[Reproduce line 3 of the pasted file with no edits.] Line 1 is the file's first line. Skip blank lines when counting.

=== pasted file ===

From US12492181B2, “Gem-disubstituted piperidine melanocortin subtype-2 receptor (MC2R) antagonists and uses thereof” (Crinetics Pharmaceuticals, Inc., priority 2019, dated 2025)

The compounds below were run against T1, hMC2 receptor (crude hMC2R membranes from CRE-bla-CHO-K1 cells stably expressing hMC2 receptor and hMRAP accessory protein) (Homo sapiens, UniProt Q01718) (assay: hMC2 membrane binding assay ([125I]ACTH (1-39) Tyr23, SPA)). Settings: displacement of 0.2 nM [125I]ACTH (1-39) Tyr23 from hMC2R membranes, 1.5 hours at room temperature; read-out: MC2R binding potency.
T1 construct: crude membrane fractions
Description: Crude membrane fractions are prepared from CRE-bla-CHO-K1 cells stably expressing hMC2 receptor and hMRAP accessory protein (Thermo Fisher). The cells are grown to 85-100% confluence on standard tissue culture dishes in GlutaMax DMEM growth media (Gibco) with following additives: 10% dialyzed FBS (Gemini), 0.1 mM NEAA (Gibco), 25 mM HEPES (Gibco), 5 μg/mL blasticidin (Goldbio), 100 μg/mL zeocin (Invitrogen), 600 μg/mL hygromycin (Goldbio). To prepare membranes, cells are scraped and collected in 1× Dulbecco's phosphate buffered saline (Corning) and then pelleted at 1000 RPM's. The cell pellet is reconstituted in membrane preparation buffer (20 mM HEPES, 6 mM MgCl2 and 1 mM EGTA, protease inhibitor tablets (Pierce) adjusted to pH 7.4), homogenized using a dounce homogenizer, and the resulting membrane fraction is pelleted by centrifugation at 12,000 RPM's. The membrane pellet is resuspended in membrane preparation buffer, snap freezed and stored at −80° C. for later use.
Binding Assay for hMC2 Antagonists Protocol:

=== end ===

T1 construct: crude membrane fractions